The Raptor Z55 (starts at $ 1,599; $ 3,399 as tested) is one of the latest gaming desktop offerings from boutique manufacturer Velocity Micro, built to order by the custom-PC veteran. You can configure the system with myriad component choices when ordering to fit your needs and budget; ours is a high-end loadout with premium parts and performance to match. Its seldom-seen Intel Core i7-8086K Limited Edition CPU and Nvidia GeForce GTX 1080 Ti video card lead the way to a capable 4K gaming machine, and the case is easy to work
A Window With a View
The Raptor Z55 is built into Velocity Micro’s all-new GX5 chassis, though it should look very familiar if you’ve seen other Velocity
The GX4 had only a small cutout for two fans to show through, but the GX5 has a tempered-glass window that takes up about three-quarters of the left panel. The windowed panel pulls away very easily by hand, with no tools required, but it still snaps securely back into place. Instead of the radiator fans showing out the side window, they now show out through a grate on the top of the chassis.
The rear is home to most of the ports, including two USB 2.0 ports, two USB 3.0 ports, a USB 3.1 port (all of the preceding being Type-A), as well as a USB Type-C port, Ethernet, and non-used DVI, HDMI and DisplayPort outputs. The top panel houses two USB 3.0 ports, along with headset and mic jacks. The front face is flush except for the power button and a DVD drive.
The larger window actually lets you see the costly components that tend to be in these high-end machines, and the Z55 is definitely clean and organized inside. It is a little spare inside, though—there simply isn’t very much to look at inside this machine.
Velocity Micro text and a logo are imposed on the window, which I’m not crazy about. An EVGA CLC 240 liquid cooler pumps away at the CPU, its EVGA logo glowing blue by default but customizable. (The Intel Core i7-8086K is overclocked to allow for up to a 5.3GHz boost clock.) The EVGA-brand Nvidia GeForce GTX 1080 Ti doesn’t have the traditional lime-green illuminated block writing of the card’s name on its side, but smaller text glowing in white. The 16GB of Crucial Ballistix Tactical Tracer RGB RAM is the flashiest aspect, glowing a light-blue color by default but also customizable and synchronizable with case lighting.
Other than that, it’s a bit sterile inside. The Asus Prime Z370-A motherboard (a nice, gaming-centric model with support for dual M.2 drives, USB Type-C with Thunderbolt 3, and Intel Optane Memory) has a big white cover over most of the heatsink, but it isn’t much to look at otherwise. The interior itself is shiny silver metal, and a shroud covering the power supply (a 650-watt EVGA SuperNova Gold unit) and cabling comes up to the bottom edge of the window, minimizing open space.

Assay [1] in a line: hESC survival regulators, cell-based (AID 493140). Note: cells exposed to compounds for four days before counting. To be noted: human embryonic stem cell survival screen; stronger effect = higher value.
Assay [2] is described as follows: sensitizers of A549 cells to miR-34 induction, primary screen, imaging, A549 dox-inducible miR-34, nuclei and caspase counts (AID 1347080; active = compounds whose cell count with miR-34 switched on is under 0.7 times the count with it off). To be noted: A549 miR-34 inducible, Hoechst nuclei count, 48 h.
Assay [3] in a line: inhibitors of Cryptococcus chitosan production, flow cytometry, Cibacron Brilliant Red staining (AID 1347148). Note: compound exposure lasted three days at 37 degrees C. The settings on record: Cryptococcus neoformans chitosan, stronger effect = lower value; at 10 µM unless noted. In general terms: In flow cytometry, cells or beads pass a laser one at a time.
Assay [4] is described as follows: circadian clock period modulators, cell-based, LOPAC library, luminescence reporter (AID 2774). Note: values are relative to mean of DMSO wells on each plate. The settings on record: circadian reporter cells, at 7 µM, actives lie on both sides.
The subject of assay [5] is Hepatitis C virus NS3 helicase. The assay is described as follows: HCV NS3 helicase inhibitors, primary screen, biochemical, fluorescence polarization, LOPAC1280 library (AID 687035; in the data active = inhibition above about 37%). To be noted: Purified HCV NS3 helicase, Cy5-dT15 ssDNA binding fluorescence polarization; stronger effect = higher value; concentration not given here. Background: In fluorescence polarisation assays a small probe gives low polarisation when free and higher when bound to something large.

A set of blue lights underneath the motherboard shines out to the right, which provides a very low-key glow. You can also see a metal grate on the right-hand side blocking off the chassis’ drive bays, but underneath that is just open space and a case fan. The overall design just feels a bit empty and underwhelming. As opposed to the Origin Neuron, the Acer Predator Orion 9000, the Origin PC Genesis, and the (admittedly much pricier) Maingear F131, the Raptor Z55 doesn’t trade in flashy design. That, however, that may be a boon depending on your tastes, and its restrained look can come in handy if you are in an uncommon professional niche where you need both a capable 3D machine and a solid gaming rig. It won’t stick out in an environment where it needs to look sober.
Rounding out the components are two forms of storage. This Z55 configuration offers both a 4TB hard drive and a 512GB Samsung SSD Pro 970 NVMe SSD. That’s plenty of storage capacity, clearly, and a very speedy boot drive. The huge hard drive can fit more game installs than you’ll likely ever need at once, and you can keep the OS and essential programs on the SSD.
Again, this lineup is for the specific configuration we were sent for review, but it’s pointless to list all your alternatives. A boutique manufacturer like Velocity Micro offers nearly every possible component combination you could ask for, from storage capacities to graphics cards up and down the hierarchy, so I can’t cover each possible permutation. If you like the case and the support that Velocity Micro offers, head over to the configuration page and see what components you can put together for your budget.
An Overclocked Dream
That leads us to performance for this particular rig, which is nothing short of blazing fast. The processor (reminder, it’s an Intel Core i7-8086K) is the centerpiece, a six-core, Hyper-Threading-capable, overclock-ready top-end chip. Outside of this specific system, the general context for this chip is it’s a limited-edition offering with extra overclocking potential and a modest speed bump over the more standard Core i7-8700K, for a slightly higher price. There’s a lot more to be said about this processor and its value, and it is unusual to see one in a prebuilt system when only 50,000 of them have been made, but that discussion is more suited to a separate review of the chip. (We’re working on one.)